In Equatorial Encounter, Joseph Nelson was a secret agent working for the British government in equatorial West Africa.
For some time, British industry had come to rely upon shipments of valuable botanical oils and gums from plantations operated by a Scottish planter named Anderson in the interior of Sierra Leone in equatorial West Africa. When the shipments began to dwindle and then dry up and contact with Anderson was lost, the British government sent Nelson, a Jamaican, to investigate. Nelson was unable to locate Anderson, but reported that work at the plantations appeared to be going on normally. Later, he reported that there were rumours that aircraft were operating to and from the hinterland, using a new airstrip. Thereafter, contact with Nelson was lost. It was assumed that Nelson had run into trouble while attempting to confirm the existence of the airstrip.
Biggles and co. were sent in after Nelson. After a thorough air search, they located a secret, camouflaged airstrip which had been built by an American gangster Griggs. Griggs had taken Anderson prisoner, locking him up in a hut at the airstrip and denying him of quinine, waiting for him to die of fever. Griggs and his fellow gang members had then enslaved Anderson's plantation workers using an African witch doctor, forcing them to continue work at the plantation and shipping the products out to Boufle by air and then by rail to Port Bouet, both in the French Ivory Coast. Nelson had stumbled upon this operation and had also been captured, beaten and then locked up with Anderson.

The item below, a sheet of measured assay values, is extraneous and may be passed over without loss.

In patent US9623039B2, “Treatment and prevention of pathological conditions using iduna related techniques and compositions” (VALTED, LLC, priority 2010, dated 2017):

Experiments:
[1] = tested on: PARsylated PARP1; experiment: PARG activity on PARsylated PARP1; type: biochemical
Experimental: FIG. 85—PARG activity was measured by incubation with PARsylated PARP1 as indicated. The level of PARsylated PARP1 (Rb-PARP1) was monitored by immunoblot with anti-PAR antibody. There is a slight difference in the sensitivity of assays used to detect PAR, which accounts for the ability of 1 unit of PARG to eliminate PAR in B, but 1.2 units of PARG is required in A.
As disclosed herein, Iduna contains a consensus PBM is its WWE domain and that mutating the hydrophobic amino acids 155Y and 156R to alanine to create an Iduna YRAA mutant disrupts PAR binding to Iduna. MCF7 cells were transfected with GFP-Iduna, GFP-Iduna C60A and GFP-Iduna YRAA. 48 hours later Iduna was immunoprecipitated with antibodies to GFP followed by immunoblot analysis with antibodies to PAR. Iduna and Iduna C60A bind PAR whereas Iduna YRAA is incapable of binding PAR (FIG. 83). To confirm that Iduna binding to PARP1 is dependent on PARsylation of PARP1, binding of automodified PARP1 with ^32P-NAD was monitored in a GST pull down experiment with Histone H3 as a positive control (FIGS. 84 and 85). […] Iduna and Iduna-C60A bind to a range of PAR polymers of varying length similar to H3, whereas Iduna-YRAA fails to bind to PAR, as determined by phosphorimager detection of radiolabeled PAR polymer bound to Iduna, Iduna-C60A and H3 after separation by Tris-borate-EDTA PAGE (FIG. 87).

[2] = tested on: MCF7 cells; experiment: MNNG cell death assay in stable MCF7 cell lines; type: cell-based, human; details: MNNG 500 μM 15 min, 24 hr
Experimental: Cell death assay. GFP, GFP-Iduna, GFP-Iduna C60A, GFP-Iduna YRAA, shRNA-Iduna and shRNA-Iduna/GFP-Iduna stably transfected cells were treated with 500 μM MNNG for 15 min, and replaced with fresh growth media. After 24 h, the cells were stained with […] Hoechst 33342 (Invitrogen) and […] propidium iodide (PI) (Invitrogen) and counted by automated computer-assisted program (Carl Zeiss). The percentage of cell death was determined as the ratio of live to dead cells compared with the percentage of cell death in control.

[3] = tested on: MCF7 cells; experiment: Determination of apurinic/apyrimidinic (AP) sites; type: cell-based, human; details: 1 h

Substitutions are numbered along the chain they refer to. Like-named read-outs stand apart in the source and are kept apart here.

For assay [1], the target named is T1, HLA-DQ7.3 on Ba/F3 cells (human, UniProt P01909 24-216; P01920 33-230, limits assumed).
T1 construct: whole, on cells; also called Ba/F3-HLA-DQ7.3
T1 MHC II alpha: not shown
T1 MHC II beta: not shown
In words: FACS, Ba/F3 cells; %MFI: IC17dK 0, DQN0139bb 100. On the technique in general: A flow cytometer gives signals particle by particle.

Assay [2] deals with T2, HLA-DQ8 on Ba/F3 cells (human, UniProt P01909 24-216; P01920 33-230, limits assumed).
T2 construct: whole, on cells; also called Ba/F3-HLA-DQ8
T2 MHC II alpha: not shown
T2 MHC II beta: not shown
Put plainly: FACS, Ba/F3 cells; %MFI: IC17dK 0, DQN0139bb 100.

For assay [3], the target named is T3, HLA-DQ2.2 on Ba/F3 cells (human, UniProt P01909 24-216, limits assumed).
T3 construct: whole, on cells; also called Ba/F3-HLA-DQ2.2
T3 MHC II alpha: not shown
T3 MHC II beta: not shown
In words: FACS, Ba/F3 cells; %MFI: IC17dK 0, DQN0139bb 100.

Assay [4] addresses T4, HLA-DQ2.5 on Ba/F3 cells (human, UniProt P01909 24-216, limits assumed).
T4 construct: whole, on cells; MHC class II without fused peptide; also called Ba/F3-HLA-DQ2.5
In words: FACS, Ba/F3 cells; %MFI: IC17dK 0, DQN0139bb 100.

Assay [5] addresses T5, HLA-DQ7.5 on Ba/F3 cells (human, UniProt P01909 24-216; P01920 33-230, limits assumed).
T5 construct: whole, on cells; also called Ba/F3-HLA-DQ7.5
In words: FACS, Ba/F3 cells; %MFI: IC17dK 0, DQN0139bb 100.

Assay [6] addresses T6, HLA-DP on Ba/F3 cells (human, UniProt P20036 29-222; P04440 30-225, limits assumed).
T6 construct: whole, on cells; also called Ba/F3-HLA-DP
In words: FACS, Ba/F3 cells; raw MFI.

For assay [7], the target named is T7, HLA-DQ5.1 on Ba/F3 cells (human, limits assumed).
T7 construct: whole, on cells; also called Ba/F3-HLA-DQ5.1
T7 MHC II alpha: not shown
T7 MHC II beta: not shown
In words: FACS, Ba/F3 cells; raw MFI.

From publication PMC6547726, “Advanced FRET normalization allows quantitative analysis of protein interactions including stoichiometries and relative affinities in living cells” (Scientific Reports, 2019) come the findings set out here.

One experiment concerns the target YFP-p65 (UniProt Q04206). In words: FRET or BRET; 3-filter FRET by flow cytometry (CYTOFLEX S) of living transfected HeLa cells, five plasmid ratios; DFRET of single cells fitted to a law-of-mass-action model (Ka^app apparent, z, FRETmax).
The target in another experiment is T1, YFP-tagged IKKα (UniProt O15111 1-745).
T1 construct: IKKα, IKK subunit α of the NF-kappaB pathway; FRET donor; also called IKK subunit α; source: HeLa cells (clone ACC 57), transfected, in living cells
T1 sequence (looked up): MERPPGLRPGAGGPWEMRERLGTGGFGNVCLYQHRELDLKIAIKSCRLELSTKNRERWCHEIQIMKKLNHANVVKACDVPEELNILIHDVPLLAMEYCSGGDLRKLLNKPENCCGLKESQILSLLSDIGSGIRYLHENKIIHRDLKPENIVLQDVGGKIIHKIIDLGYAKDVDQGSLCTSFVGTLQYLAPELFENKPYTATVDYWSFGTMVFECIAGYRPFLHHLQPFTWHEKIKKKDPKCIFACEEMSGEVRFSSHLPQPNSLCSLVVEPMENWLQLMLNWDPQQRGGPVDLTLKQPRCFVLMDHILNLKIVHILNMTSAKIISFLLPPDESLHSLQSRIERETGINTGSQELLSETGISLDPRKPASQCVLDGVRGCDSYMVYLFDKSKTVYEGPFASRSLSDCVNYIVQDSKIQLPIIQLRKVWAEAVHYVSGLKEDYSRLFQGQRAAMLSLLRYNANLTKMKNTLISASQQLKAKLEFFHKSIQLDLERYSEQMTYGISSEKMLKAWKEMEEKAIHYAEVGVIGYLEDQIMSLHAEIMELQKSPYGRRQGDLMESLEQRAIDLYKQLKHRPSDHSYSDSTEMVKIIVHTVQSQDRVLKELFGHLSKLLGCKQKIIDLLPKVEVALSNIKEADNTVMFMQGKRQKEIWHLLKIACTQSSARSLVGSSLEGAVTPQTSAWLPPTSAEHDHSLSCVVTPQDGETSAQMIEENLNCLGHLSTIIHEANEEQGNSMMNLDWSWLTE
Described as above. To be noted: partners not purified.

As the airstrip lay just inside French territory, Biggles summoned Marcel's help. Together they flew into the airstrip to apprehend the gang. The gang resisted arrest and a brief shootout ensued, leaving Griggs dead and a French policeman injured. The remaining members of the gang escaped in their aircraft but were arrested later on their arrival at Boufle. Anderson and Nelson was freed. Nelson was flown to a hospital in Freetown, Sierra Leone, while Anderson elected to remain behind to continue work on his plantations.